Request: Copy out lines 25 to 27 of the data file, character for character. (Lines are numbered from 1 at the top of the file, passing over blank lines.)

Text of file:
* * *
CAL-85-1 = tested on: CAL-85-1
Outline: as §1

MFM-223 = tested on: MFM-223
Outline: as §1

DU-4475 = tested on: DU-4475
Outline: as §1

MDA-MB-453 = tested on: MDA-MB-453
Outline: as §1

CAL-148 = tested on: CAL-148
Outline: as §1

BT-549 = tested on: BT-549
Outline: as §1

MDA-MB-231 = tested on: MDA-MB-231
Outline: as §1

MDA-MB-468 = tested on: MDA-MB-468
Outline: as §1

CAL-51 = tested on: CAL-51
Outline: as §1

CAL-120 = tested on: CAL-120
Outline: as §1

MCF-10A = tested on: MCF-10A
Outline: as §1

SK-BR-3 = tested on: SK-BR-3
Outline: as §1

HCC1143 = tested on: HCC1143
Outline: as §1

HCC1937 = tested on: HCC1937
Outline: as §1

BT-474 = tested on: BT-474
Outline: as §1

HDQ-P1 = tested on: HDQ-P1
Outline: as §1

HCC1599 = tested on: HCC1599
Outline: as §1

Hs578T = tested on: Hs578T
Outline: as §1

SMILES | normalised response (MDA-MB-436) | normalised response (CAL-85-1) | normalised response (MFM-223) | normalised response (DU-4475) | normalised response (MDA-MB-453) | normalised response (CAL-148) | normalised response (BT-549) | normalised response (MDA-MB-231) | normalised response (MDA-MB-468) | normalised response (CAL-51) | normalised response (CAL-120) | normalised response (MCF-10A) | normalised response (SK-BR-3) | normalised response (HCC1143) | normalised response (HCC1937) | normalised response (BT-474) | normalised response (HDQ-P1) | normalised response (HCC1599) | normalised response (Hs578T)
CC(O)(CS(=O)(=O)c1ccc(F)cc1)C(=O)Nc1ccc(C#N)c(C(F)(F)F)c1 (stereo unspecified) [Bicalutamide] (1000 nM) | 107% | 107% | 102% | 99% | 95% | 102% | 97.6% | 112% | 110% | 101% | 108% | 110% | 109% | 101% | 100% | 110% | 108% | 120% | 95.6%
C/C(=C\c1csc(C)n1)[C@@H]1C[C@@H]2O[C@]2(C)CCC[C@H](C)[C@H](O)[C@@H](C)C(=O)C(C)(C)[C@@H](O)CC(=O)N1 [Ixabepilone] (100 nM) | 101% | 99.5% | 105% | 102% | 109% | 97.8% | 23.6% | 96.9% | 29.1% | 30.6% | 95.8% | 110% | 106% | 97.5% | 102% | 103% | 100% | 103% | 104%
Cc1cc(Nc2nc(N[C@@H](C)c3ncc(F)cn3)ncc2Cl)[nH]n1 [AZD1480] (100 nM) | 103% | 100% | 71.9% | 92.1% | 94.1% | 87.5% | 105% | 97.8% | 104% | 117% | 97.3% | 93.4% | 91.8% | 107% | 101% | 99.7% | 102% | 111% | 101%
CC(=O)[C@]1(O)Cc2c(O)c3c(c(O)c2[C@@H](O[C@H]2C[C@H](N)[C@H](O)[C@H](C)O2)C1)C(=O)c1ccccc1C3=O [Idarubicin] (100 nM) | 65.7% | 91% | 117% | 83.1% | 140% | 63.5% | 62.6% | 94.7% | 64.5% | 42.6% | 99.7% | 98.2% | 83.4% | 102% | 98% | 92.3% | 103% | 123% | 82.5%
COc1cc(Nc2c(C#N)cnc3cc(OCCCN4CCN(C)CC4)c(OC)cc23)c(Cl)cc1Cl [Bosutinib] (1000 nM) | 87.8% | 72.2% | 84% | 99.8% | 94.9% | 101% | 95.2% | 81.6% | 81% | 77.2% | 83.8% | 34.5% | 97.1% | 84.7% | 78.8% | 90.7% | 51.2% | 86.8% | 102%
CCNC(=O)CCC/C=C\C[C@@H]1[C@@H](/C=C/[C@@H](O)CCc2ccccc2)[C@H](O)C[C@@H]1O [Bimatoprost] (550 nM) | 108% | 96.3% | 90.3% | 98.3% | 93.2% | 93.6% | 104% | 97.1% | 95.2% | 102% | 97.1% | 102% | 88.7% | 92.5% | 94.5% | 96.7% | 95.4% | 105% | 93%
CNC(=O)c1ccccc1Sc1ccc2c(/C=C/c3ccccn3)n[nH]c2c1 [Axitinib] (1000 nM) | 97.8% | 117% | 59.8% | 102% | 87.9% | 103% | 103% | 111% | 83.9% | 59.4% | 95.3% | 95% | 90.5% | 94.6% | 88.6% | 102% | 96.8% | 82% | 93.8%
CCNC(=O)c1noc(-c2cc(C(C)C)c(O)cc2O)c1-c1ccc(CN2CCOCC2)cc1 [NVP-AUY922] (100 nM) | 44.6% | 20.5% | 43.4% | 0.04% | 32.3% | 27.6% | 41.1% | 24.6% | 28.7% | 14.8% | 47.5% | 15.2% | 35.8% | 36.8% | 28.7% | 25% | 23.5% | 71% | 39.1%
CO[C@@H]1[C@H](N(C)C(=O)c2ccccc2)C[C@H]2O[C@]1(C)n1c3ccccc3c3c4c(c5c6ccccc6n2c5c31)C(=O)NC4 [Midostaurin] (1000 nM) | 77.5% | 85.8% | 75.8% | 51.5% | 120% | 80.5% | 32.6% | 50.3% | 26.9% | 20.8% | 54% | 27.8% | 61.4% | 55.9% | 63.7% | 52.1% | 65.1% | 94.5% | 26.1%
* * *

HCC1143 = tested on: HCC1143
Outline: as §1

HCC1937 = tested on: HCC1937